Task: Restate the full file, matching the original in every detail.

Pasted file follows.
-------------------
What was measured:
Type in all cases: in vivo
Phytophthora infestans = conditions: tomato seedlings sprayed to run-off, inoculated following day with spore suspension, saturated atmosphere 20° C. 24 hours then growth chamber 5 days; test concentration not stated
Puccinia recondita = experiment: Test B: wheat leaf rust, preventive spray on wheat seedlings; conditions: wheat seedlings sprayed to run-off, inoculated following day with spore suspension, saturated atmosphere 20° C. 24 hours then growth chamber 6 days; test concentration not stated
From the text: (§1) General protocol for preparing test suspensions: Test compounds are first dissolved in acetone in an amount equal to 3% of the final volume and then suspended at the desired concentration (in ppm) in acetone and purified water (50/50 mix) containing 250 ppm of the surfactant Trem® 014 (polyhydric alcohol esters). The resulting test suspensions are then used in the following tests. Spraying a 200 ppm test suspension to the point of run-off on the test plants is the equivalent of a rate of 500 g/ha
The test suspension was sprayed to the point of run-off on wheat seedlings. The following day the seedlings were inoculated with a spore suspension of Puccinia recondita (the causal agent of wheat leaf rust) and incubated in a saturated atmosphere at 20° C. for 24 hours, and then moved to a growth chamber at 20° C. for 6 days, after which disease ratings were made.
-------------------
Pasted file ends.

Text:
What was measured:
Type in all cases: in vivo
Phytophthora infestans = conditions: tomato seedlings sprayed to run-off, inoculated following day with spore suspension, saturated atmosphere 20° C. 24 hours then growth chamber 5 days; test concentration not stated
Puccinia recondita = experiment: Test B: wheat leaf rust, preventive spray on wheat seedlings; conditions: wheat seedlings sprayed to run-off, inoculated following day with spore suspension, saturated atmosphere 20° C. 24 hours then growth chamber 6 days; test concentration not stated
From the text: (§1) General protocol for preparing test suspensions: Test compounds are first dissolved in acetone in an amount equal to 3% of the final volume and then suspended at the desired concentration (in ppm) in acetone and purified water (50/50 mix) containing 250 ppm of the surfactant Trem® 014 (polyhydric alcohol esters). The resulting test suspensions are then used in the following tests. Spraying a 200 ppm test suspension to the point of run-off on the test plants is the equivalent of a rate of 500 g/ha
The test suspension was sprayed to the point of run-off on wheat seedlings. The following day the seedlings were inoculated with a spore suspension of Puccinia recondita (the causal agent of wheat leaf rust) and incubated in a saturated atmosphere at 20° C. for 24 hours, and then moved to a growth chamber at 20° C. for 6 days, after which disease ratings were made.